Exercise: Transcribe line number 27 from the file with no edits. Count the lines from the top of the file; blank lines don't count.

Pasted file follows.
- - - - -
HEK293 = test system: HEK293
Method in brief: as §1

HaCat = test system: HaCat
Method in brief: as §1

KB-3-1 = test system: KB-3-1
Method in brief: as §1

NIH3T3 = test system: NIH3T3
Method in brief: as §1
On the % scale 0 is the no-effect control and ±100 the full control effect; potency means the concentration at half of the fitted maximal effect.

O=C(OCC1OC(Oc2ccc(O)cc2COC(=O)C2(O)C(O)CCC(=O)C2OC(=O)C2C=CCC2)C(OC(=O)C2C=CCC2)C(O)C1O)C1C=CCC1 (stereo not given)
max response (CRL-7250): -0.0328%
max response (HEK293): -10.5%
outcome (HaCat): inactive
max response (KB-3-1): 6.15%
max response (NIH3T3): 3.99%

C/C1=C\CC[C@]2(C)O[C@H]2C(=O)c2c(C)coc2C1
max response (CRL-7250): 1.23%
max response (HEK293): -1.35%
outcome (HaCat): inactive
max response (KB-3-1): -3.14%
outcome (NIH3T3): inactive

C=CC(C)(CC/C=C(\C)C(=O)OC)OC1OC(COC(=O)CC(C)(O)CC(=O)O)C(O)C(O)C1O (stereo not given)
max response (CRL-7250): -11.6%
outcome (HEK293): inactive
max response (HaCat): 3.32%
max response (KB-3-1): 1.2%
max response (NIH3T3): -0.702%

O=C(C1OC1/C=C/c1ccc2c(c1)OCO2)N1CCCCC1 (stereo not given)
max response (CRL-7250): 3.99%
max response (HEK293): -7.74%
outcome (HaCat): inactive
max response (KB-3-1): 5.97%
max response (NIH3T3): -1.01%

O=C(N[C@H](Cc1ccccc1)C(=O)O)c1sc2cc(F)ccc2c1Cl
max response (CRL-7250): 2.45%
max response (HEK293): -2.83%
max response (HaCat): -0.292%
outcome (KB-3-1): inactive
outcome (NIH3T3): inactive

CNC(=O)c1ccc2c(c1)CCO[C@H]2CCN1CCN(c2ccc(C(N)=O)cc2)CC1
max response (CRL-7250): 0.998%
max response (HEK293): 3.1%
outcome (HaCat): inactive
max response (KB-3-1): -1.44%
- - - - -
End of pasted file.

max response (NIH3T3): -0.702%